Ukraine: Winter Must Not Be Used As A Weapon Of War
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Ukraine: Winter Must Not Be Used As A Weapon Of War

Attacks on civilian infrastructure needed for water, electricity and heating is increasing humanitarian needs and could further displace thousands across Ukraine and into neighbouring countries this winter.

Becky Bakr Abdulla
Specialist Adviser Media and Communication
Norwegian Refugee Crisis
Phone: +47 41613766 | Twitter: @BeckyBakr

“The recent escalation of attacks against civilians and infrastructure is leaving the most vulnerable in desperate conditions as winter starts to bite. As the weather worsens, people are going to face the desperate choice of staying where they are without basic needs or packing their bags and moving to somewhere else in Ukraine or into neighbouring countries,” said Carlo Gherardi, Regional Director for the Norwegian Refugee Council (NRC) in Central and Eastern Europe.

“Attacks on civilians and civilian infrastructure must stop. Human suffering is being prolonged, and as temperatures continue to plummet, humanitarian needs will increase. All warring parties must respect international humanitarian law and ensure that civilian lives and civilian infrastructure are protected throughout this conflict. Winter must not be used as a weapon of war.”

According to Ukraine’s government, 30 per cent of its energy infrastructure has been hit since the intensified missile strikes since October 10, leading to electricity cuts and blackout plans.

“We are still working with our partners to provide critical relief items to people living in active conflict areas in the east, but we are now seeing increasing needs across the country due to widespread infrastructure damage, and it will only get worse. There needs to be concerted and coordinated efforts across the humanitarian and development sector if we are to get people back to their homes safely and enable them to stay. We cannot work on effective solutions for supporting displaced people while these attacks continue,” said Gherardi.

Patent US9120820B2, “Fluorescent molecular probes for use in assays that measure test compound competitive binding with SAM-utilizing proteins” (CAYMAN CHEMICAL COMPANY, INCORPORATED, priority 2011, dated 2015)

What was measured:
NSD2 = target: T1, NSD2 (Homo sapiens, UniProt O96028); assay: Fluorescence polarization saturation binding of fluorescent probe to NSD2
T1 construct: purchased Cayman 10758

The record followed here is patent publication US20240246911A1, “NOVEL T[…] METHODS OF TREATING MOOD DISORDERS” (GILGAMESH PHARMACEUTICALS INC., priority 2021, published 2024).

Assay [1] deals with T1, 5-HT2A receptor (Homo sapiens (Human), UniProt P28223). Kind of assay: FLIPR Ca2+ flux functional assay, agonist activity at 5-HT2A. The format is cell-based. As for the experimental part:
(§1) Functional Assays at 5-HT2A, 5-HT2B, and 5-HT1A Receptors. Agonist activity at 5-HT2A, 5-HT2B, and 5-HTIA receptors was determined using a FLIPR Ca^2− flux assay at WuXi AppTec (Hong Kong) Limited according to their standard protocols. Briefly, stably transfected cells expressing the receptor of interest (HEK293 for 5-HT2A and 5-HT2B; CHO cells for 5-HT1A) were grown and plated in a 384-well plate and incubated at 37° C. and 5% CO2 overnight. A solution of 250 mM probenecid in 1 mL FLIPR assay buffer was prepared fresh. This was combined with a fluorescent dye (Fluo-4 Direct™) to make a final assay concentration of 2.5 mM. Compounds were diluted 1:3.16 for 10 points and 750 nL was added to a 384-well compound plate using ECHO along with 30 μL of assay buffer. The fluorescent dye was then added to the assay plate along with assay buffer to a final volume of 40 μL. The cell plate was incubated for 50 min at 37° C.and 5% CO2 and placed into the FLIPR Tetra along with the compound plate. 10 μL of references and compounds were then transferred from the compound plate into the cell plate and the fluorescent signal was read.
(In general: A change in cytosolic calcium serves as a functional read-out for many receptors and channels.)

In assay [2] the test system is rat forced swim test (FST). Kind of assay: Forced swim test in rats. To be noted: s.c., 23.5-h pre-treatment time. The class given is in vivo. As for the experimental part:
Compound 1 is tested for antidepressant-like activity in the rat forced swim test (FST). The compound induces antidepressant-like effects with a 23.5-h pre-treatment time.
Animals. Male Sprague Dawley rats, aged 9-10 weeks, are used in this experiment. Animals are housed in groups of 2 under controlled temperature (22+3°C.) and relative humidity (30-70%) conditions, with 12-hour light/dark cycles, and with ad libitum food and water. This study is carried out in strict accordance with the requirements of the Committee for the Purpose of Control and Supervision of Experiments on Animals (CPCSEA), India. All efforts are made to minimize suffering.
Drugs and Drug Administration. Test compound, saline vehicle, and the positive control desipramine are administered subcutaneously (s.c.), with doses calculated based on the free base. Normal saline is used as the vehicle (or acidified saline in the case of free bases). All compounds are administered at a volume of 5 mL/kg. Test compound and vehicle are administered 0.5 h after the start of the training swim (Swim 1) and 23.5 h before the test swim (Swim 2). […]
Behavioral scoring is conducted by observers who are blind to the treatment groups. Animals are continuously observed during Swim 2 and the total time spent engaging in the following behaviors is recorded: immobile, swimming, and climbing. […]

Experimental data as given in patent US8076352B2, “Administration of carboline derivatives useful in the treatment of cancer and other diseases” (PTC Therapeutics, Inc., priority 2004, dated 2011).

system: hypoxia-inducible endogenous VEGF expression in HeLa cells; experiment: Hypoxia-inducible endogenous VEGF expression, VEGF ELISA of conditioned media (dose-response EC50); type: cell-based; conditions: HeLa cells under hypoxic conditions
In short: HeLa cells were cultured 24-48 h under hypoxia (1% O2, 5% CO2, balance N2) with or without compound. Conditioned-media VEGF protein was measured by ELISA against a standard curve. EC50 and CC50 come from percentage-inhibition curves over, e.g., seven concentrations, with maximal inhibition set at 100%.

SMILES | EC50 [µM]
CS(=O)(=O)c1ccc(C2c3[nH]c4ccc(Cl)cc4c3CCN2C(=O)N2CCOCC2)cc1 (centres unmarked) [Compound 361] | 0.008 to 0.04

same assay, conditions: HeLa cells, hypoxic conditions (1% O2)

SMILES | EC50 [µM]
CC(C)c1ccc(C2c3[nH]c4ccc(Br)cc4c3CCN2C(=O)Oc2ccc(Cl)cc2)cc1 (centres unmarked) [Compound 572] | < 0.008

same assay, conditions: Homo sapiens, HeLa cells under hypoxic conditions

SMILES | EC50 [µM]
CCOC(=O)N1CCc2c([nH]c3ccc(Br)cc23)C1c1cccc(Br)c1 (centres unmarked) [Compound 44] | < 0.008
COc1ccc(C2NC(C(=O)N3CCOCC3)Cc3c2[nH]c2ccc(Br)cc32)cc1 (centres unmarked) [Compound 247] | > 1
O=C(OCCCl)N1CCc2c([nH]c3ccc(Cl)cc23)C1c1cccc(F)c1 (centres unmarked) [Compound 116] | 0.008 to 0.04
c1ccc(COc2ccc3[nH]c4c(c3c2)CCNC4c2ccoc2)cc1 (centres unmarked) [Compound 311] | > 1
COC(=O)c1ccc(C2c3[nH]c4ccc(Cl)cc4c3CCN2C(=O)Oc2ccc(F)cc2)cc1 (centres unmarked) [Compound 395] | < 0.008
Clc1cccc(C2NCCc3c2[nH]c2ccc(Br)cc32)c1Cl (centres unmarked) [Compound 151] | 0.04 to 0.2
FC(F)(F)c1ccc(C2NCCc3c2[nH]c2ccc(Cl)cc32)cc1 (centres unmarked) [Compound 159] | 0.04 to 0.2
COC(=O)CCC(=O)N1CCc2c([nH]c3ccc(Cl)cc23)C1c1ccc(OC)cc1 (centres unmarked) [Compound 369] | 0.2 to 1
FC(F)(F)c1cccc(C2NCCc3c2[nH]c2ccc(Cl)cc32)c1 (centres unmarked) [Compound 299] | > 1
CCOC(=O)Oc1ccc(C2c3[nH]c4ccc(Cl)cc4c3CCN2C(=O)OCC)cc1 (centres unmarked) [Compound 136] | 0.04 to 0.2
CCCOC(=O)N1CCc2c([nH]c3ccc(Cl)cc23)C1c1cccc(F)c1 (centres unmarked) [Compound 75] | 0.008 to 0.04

Lack of water, heat or shelter in Ukraine could force many to flee across the border into neighbouring Poland, Moldova and Romania, communities already hosting significant numbers of Ukrainian refugees, and themselves living through the European cost-of-living crisis.

In Poland, it is estimated that the number of new refugees from Ukraine could range from 500,000 to 750,000 before the end of the year, with half remaining in Poland while others move onwards to other European countries.

In Moldova 40,000 new refugee arrivals are expected over the winter, in addition to the 90,000 already present in a context where 70 per cent of refugees are hosted by local families. Whole community support is needed to upgrade poorly insulated houses and support access to heating systems and winter items. Temperatures are already below zero, placing the life of thousands of people at risk. Moldova is also dealing with 30 per cent inflation affecting the host community’s capacity to meet their own winter needs and to support refugees.

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Facts and figures:

As a result of widespread hostilities in Ukraine, millions of people have fled from their homes, including an estimated 6,975,000 displaced inside Ukraine and up to 7,643,944 people who have fled to neighbouring countries or further afield across Europe.

In Poland, NRC works almost entirely through partners, with the exception of the East Warsaw transit site, which NRC has been directly managing since 1 October 2022. With national organizations, NRC is providing Education, Information, Counselling, Legal Aid and Multi-Purpose Cash Assistance (MPCA).

In Poland, gaps between the country’s social protection and refugee needs are massive with 30 per cent of refugees currently hosted by Polish families – a figure which is steadily decreasing as fatigue sets in. These households are also struggling with cost of living and spiking energy costs. There is a growing concern that introduction of fees for stays in collective shelters, which are used by the most vulnerable, combined with a general hosting fatigue, will further exacerbate the dire situation of thousand more refugees seeking refuge in Poland and could potentially put them at risk of homelessness.

In Moldova, NRC is working with a range of national and local partners to provide winterization assistance, including provision of bedding, mattresses, blankets, and warm clothes, as well as rapid insulation and improvements to winter proof homes. NRC teams in Romania will work through ADRA, a national partner organisation, to provide bedding and small items to refugees in collective shelters and for those living in host communities, in addition to provision of heaters to households in rented accommodation.

In Ukraine, NRC has both direct implementation and is working with and through our national and local partners, such as Vostok SOS, SSS, Luhansk Association of Organisations of Persons with Disabilities, League of Business and Professional Women and R2P to provide emergency relief assistance and services. Our winter response will be focused towards internally displaced persons in collective shelters and people in remote or rural areas. Geographically, NRC will target winterization assistance to the North (Chernihiv, Makhariv, Borodyanka), East (Kharkiv), West (Lviv, Ternopil), and South (Odessa, Mykolaiv) of Ukraine.